# grub-install(8), grub-floppy(8),
    # grub-md5-crypt, /usr/share/doc/grub
    # and /usr/share/doc/grub-doc/.

    ## default num
    # Set the default entry to the entry number NUM. Numbering starts from 0, and
    # the entry number 0 is the default if the command is not used.
    #
    # You can specify 'saved' instead of a number. In this case, the default entry
    # is the entry saved with the command 'savedefault'.
    # WARNING: If you are using dmraid do not change this entry to 'saved' or your
    # array will desync and will not let you boot your system.
    default 0

    ## timeout sec
    # Set a timeout, in SEC seconds, before automatically booting the default entry
    # (normally the first entry defined).
    timeout 10

    # Pretty colours
    color cyan/blue white/blue

    ## password ['--md5'] passwd
    # If used in the first section of a menu file, disable all interactive editing
    # control (menu entry editor and command-line) and entries protected by the
    # command 'lock'
    # e.g. password topsecret
    # password --md5 $1$gLhU0/$aW78kHK1QfV3P2b2znUoe/
    # password topsecret

    #
    # examples
    #
    # title Windows 95/98/NT/2000
    # root (hd0,0)
    # makeactive
    # chainloader +1
    #
    # title Linux
    # root (hd0,1)
    # kernel /vmlinuz root=/dev/hda2 ro
    #

    #
    # Put static boot stanzas before and/or after AUTOMAGIC KERNEL LIST

    ### BEGIN AUTOMAGIC KERNELS LIST
    ## lines between the AUTOMAGIC KERNELS LIST markers will be modified
    ## by the debian update-grub script except for the default options below

    ## DO NOT UNCOMMENT THEM, Just edit them to your needs

    ## ## Start Default Options ##
    ## default kernel options
    ## default kernel options for automagic boot options
    ## If you want special options for specific kernels use kopt_x_y_z
    ## where x.y.z is kernel version. Minor versions can be omitted.
    ## e.g. kopt=root=/dev/hda1 ro
    ## kopt_2_6_8=root=/dev/hdc1 ro
    ## kopt_2_6_8_2_686=root=/dev/hdc2 ro
    # kopt=root=/dev/sda1 ro vga=791 splash=silent

    ## default grub root device
    ## e.g. groot=(hd0,0)
    # groot=(hd1,0)

    ## should update-grub create alternative automagic boot options
    ## e.g. alternative=true
    ## alternative=false
    # alternative=true

    ## should update-grub lock alternative automagic boot options
    ## e.g. lockalternative=true
    ## lockalternative=false
    # lockalternative=false

    ## additional options to use with the default boot option, but not with the
    ## alternatives
    ## e.g. defoptions=vga=791 resume=/dev/hda5
    # defoptions=

    ## should update-grub lock old automagic boot options
    ## e.g. lockold=false
    ## lockold=true
    # lockold=false

    ## Xen hypervisor options to use with the default Xen boot option
    # xenhopt=

    ## Xen Linux kernel options to use with the default Xen boot option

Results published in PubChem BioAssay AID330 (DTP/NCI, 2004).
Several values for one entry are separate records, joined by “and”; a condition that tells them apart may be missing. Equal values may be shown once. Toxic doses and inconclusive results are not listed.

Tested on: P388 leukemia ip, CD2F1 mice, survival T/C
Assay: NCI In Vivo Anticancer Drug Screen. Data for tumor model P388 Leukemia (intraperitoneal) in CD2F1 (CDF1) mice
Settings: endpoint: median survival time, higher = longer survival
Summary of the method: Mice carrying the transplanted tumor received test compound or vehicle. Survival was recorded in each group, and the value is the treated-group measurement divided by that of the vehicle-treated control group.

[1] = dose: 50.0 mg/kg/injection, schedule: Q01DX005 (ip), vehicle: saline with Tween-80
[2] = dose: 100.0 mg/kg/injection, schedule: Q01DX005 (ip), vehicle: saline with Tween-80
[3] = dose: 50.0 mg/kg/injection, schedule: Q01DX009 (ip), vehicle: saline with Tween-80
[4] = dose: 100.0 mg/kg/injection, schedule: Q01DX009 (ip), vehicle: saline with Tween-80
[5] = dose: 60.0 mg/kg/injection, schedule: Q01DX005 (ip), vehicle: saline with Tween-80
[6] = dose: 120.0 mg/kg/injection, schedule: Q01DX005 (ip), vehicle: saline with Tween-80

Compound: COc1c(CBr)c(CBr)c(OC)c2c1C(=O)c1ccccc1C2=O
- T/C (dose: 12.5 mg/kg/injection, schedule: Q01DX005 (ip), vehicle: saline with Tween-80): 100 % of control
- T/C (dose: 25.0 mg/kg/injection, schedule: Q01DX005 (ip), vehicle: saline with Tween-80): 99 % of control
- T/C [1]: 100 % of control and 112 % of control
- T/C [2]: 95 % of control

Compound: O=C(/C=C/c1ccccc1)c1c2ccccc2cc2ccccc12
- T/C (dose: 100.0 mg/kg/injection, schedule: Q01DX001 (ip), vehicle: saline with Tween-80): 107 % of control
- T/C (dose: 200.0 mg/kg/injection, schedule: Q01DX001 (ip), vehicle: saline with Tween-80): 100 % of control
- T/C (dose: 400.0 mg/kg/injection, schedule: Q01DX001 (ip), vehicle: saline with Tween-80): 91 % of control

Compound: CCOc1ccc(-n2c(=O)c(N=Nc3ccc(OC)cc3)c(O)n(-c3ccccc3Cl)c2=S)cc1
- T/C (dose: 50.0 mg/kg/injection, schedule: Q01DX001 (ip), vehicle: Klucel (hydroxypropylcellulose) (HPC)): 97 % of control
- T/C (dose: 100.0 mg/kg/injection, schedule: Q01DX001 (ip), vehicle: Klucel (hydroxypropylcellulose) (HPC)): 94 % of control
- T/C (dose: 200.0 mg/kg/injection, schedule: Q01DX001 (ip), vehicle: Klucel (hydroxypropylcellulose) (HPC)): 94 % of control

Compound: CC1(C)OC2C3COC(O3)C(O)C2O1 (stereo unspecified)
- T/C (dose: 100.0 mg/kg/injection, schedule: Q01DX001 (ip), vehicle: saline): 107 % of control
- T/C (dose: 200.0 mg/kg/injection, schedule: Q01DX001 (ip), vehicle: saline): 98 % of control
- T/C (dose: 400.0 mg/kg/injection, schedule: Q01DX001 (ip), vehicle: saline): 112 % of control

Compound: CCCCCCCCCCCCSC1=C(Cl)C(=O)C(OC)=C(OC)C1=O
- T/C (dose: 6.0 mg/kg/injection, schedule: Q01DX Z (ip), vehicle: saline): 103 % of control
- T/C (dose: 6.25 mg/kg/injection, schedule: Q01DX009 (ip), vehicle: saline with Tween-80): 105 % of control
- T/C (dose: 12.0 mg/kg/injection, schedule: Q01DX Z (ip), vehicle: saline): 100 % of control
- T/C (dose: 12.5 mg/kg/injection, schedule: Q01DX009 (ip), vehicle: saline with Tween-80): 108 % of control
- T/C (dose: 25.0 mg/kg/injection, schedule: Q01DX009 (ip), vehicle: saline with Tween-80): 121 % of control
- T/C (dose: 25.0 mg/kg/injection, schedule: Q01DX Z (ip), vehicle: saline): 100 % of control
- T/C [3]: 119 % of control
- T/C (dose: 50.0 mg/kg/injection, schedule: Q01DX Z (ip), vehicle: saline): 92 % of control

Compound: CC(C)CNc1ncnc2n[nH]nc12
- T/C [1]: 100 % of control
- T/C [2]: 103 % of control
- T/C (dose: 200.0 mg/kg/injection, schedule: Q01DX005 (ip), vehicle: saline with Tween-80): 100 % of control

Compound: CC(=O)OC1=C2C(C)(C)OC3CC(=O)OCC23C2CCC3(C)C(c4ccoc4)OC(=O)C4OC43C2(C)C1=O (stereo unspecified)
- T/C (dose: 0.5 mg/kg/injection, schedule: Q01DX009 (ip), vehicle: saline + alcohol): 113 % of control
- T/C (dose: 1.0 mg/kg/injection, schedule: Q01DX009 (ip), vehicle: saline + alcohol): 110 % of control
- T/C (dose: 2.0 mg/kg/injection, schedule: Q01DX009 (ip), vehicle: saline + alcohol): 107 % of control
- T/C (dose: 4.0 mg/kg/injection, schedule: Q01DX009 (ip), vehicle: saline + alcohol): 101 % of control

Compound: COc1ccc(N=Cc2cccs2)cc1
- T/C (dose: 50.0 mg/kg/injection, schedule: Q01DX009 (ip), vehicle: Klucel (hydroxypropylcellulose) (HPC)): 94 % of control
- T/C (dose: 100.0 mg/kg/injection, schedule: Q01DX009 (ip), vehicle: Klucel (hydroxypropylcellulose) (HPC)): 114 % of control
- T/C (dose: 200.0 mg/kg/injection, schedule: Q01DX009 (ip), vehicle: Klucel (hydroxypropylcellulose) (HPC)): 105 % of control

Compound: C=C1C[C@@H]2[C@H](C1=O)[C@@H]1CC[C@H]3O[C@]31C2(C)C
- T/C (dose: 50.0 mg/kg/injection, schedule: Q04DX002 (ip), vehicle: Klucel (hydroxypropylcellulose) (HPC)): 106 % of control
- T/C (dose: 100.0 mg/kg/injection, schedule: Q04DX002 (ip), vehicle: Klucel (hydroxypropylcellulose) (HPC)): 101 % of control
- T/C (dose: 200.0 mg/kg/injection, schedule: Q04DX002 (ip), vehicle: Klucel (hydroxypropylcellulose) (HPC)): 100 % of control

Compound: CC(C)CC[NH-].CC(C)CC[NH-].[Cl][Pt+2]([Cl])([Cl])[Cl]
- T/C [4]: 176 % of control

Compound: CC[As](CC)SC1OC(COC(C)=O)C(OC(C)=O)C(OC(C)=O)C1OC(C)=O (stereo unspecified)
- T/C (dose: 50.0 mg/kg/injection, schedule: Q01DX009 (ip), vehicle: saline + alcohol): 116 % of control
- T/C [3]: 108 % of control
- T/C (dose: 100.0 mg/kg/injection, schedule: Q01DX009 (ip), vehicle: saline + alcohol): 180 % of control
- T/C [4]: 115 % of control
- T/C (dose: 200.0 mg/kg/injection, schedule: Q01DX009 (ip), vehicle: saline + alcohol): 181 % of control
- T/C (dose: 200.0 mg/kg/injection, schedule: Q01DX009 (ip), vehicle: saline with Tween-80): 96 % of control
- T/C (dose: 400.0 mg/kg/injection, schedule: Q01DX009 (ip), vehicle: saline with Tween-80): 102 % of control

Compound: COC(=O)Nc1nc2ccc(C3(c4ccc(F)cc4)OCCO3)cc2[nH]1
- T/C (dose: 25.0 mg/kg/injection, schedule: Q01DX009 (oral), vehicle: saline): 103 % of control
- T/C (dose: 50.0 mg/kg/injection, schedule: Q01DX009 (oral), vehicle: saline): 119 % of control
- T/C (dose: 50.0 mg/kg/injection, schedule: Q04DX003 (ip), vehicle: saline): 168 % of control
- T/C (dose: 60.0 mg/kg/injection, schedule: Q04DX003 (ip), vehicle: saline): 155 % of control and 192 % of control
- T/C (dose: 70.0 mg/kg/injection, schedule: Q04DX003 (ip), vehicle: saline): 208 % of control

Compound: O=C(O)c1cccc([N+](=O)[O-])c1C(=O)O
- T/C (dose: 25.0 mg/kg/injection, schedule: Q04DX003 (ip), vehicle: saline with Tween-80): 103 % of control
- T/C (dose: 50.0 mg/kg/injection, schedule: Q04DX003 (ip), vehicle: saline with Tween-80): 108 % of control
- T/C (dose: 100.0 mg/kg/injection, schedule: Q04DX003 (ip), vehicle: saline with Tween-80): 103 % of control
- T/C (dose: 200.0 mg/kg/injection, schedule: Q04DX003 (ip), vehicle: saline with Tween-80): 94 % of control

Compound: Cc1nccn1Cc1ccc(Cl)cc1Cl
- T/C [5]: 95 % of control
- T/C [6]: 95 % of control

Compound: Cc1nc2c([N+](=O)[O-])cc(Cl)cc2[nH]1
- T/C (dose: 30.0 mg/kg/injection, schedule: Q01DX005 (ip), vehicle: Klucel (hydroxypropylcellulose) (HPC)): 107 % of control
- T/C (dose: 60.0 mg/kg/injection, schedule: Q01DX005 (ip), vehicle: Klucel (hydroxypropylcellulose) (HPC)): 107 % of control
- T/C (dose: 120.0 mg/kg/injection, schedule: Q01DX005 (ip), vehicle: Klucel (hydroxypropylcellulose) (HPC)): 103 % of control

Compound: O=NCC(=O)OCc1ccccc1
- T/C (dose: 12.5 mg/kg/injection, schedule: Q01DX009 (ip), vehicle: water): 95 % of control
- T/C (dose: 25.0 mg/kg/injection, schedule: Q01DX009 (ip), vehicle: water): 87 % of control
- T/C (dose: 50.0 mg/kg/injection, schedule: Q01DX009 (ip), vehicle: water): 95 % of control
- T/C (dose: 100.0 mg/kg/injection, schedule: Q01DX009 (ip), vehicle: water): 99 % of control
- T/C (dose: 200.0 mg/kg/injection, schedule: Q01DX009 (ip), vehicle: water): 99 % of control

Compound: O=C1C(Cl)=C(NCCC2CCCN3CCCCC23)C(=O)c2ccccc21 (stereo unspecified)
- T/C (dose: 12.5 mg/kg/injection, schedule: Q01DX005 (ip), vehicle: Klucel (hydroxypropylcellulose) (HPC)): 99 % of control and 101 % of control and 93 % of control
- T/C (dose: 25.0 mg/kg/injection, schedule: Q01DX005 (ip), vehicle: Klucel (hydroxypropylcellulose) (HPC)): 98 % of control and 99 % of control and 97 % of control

# xenkopt=console=tty0

    ## altoption boot targets option
    ## multiple altoptions lines are allowed
    ## e.g. altoptions=(extra menu suffix) extra boot options
    ## altoptions=(single-user) single
    # altoptions=(single-user mode) single

    ## controls how many kernels should be put into the menu.lst
    ## only counts the first occurence of a kernel, not the
    ## alternative kernel options
    ## e.g. howmany=all
    ## howmany=7
    # howmany=all

    ## should update-grub create memtest86 boot option
    ## e.g. memtest86=true
    ## memtest86=false
    # memtest86=true

    ## should update-grub adjust the value of the default booted system
    ## can be true or false
    # updatedefaultentry=false

    ## ## End Default Options ##

    title 64studio, kernel 2.6.21-1-multimedia-486
    root (hd1,0)
    kernel /boot/vmlinuz-2.6.21-1-multimedia-486 root=/dev/sda1 ro vga=791 splash=silent
    initrd /boot/initrd.img-2.6.21-1-multimedia-486
    savedefault

    title 64studio, kernel 2.6.21-1-multimedia-486 (single-user mode)
    root (hd1,0)
    kernel /boot/vmlinuz-2.6.21-1-multimedia-486 root=/dev/sda1 ro vga=791 splash=silent single
    initrd /boot/initrd.img-2.6.21-1-multimedia-486
    savedefault

    title 64studio, kernel memtest86
    root (hd1,0)
    kernel /boot/memtest86.bin

    title 64studio, kernel memtest86+
    root (hd1,0)
    kernel /boot/memtest86+.bin

    ### END DEBIAN AUTOMAGIC KERNELS LIST

    # This is a divider, added to separate the menu items below from the Debian
    # ones.
    title Other operating systems:
    root


    # This entry automatically added by the Debian installer for a non-linux OS
    # on /dev/hda1
    title Microsoft Windows XP Home Edition
    root (hd0,0)
    savedefault
    makeactive
    chainloader +1


    This is my device map to help with drive correspondence

    (hd0) /dev/hda
    (hd1) /dev/sda


    Now my personal experience is minimal with Ubuntu/Linux, but it does look to be that everthing is in place. Once I can GET to Grub, it works! I just can't boot to it on start up and that is my final issue.

    At any rate I did look into another Boot Loader such as Lilo and it looks promising, but the directions are not the easiest to follow.

    I am REALLY going to need assistance from a boot loader expert on this one because I can't move forward until this problem is fixed.


    Geo
    Last edited by jukingeo; July 25th, 2008 at 07:19 PM.
    Exit Light, Enter Night, Take My Hand, We're Off To Never Never Land.
    As the Fios Flea says, "W-O-W"!